In my experience, the best approach here would be to create a private method that will return a memoized version of the injected dependency. Here is an example:
#services/thing_service.rb class ThingService def initialize(param1) @param1 = param1 end def call result = other_service.call private_method(result) end private attr_reader :param1 def other_service @other_service ||= OtherService.new(param1) end ... end
While this isn’t a huge change from other methods of dependency injection, this can make it easier to change the public method as you refactor as it is no longer directly responsible for another service’s instantiation.
While your gut instinct would be to return a boolean as a result of a Service Object, it may not be your best option. While yes, the default idiom in Rails is to run a conditional off of an ActiveRecord update/create, a rich response object will pay dividends in the long run.
Think about it this way. There are more than just two outcomes for a service object. 1. Success. 2. Failure. 3. Unhandled Exception(s). It would be a disservice to your service to handle such outcomes just in a boolean response.
When taking these outcomes more in depth, there is, even more, a reason for a response object. Let’s take the success example. Firstly, a result object that can hold a success? Predicate method to handle conditional branching for controller responses, and more. Additionally, since it’s your own response object you could name the success/failure method how you would like. If signed_up? makes more sense, it’s as simple as defining it in your object.
Service objects may also have one or even multiple sets of data as a response. Suppose you were creating a Credit Card processing service. You may need to record multiple different tokens from the processor or other sets of data that you want to display to the user. This could be cumbersome without some sort of response object.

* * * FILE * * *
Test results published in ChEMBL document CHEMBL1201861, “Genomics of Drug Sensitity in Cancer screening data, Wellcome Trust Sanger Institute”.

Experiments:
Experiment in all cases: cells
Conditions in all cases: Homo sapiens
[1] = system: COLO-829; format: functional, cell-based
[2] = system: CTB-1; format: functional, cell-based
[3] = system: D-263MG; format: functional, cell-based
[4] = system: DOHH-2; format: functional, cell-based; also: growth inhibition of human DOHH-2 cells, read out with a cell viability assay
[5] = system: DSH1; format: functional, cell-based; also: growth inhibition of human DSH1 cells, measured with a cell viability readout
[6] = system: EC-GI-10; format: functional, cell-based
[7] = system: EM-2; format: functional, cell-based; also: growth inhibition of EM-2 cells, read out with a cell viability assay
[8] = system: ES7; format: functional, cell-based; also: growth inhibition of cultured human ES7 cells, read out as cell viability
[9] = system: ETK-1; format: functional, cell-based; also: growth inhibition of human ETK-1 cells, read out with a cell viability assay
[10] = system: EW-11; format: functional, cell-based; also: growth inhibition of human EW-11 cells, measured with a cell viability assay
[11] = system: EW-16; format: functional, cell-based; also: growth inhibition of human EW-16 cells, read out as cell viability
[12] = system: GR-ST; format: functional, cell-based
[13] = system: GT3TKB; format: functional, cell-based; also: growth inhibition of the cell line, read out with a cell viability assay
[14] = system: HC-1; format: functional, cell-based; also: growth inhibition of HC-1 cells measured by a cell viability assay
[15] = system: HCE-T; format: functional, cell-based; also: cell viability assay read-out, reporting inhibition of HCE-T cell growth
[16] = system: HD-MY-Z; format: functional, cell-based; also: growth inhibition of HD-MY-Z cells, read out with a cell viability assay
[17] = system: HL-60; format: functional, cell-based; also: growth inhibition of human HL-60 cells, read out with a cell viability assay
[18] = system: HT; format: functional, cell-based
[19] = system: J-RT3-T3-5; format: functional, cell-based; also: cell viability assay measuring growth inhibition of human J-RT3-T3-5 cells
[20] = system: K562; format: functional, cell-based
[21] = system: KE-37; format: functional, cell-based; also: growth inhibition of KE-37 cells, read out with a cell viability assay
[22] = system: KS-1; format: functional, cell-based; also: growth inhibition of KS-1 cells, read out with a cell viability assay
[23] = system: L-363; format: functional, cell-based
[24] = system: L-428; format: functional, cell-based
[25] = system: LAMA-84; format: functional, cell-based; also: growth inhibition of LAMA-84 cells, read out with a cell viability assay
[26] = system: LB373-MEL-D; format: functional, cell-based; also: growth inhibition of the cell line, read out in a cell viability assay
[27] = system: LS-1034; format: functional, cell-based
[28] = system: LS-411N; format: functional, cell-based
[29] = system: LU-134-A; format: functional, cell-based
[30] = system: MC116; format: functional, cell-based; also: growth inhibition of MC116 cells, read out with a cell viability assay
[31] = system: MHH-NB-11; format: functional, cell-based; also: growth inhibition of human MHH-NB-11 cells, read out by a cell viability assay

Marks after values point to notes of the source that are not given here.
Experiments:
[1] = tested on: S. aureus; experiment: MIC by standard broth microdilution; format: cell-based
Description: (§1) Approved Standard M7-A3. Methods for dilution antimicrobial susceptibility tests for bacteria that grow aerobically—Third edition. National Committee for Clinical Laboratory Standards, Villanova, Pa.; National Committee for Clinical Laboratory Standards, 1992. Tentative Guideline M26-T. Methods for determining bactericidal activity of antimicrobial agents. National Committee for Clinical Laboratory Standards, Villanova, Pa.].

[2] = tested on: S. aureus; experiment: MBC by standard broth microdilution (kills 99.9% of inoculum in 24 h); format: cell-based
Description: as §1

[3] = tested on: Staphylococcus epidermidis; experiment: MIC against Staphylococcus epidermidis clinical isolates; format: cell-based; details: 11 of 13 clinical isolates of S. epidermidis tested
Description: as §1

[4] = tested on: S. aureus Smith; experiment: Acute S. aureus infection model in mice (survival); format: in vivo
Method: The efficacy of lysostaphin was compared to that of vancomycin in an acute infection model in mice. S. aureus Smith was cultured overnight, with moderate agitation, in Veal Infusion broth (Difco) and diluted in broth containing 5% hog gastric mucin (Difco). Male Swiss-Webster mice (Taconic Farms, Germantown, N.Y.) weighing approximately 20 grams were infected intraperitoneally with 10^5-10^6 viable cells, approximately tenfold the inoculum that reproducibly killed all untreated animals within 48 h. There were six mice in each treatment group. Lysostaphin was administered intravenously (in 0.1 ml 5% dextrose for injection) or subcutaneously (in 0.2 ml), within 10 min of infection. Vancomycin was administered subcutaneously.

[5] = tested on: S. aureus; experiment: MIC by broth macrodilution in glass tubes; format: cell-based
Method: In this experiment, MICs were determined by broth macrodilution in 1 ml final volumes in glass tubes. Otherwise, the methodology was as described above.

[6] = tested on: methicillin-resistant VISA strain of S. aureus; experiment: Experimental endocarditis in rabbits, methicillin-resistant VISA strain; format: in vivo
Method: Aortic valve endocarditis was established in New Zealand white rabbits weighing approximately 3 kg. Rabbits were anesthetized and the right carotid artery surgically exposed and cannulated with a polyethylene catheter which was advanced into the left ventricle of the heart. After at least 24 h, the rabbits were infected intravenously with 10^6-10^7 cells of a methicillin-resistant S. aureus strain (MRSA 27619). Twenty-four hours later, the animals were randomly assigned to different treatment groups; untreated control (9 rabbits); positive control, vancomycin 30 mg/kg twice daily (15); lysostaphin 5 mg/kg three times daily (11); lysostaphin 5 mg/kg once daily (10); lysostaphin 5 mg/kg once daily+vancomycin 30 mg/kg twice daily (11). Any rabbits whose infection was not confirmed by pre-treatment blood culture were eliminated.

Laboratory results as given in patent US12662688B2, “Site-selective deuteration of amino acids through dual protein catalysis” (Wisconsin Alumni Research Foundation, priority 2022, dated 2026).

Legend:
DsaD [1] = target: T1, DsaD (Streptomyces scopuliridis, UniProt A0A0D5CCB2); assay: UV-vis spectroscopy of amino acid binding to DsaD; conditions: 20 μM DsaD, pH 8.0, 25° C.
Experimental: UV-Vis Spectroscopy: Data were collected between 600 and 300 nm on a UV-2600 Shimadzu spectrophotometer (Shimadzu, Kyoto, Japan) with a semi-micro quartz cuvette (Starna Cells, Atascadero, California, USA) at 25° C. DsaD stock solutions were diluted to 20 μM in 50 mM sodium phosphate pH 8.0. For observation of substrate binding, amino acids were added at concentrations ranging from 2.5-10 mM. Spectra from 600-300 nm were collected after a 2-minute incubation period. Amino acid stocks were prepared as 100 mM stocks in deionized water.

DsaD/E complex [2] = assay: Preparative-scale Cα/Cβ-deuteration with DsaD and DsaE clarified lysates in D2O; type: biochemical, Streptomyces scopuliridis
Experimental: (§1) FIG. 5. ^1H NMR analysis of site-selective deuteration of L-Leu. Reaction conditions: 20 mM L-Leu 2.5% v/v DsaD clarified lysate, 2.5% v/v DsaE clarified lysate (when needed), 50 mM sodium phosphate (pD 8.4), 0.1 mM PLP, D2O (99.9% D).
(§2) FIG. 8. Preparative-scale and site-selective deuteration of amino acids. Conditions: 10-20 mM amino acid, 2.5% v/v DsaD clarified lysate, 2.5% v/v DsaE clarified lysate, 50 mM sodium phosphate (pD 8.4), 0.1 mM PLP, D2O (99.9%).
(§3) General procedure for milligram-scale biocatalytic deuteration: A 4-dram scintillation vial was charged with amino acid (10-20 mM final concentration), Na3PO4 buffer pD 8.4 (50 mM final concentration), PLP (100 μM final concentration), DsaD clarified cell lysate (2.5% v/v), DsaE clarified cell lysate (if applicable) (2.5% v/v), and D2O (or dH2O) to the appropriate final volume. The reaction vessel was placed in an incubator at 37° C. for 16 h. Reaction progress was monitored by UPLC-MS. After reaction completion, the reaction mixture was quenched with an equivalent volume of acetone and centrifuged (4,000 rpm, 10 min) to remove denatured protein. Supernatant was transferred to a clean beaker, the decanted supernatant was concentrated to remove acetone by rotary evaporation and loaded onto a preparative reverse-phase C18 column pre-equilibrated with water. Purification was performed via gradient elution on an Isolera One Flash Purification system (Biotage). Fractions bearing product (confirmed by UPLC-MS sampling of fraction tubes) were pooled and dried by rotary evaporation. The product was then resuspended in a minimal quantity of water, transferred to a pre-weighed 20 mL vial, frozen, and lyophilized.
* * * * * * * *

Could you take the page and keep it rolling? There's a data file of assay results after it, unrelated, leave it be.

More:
Now let's take the second two outcomes of a Service Object failure and exceptions. At first glance, it seems simple. Just make the results of either outcome as falsey and force some sort of error/failure browser response. However, that may not deliver full intent or context to the end user or developer. Let’s suppose an exception is triggered due to missing data from a form. That exception can be rescued, a message set or passed through a result object and used to inform the end user in a browser correctly. Now, with just a little bit more information from a response object, you have a more meaningful request/response cycle. More than you would get from just a true or false .
So, how can you use a response object? The easiest use can will normally be using a Struct or OpenStruct from the Ruby library.
#services/thing_service.rb class ThingService def initialize(param1) @param1 = param1 end def call private_method end private attr_reader :param1 def private_method things = do_something(param1) rescue SomeSpecificException => exception OpenStruct(success?: false, things: nil, error: exception.message) else OpenStruct(success?: true, things: thingserror: nil) end end
While this is an extremely vague example, you should be able to get the point here. Aside from structs, you can even create your own Response classes/objects or use some pretty nifty gems that tend to wrap Response/Result object functionality rather well. One of my go to gems if I go that route is Github::DS gem which has a Github::Result object.
While those are what I consider the three main MUST DO parts of a Service Object, there can be other ways to make them better as well.
One of those would be to try and limit class methods to an absolute minimum and allow Service Objects to work as instantiated objects. This may seem simple and possible even more memory consuming, but will allow greater flexibility on allowing the Service Objects to work as instances. This might just save you a headache down the road.
Another tip may be to think of Service Objects in a very functional approach. In Functional Programming it is you treat methods as more of an input|output approach. Argument(s) go in and values come out. What this should translate to in the “Service Object arena is that you should send in simple arguments in and get simple values out as part of a Response Object. It’s not purely functional, but it should help keep you Service Object overhead down.
Do you have any tenets of Service Objects you follow all the time? Please share!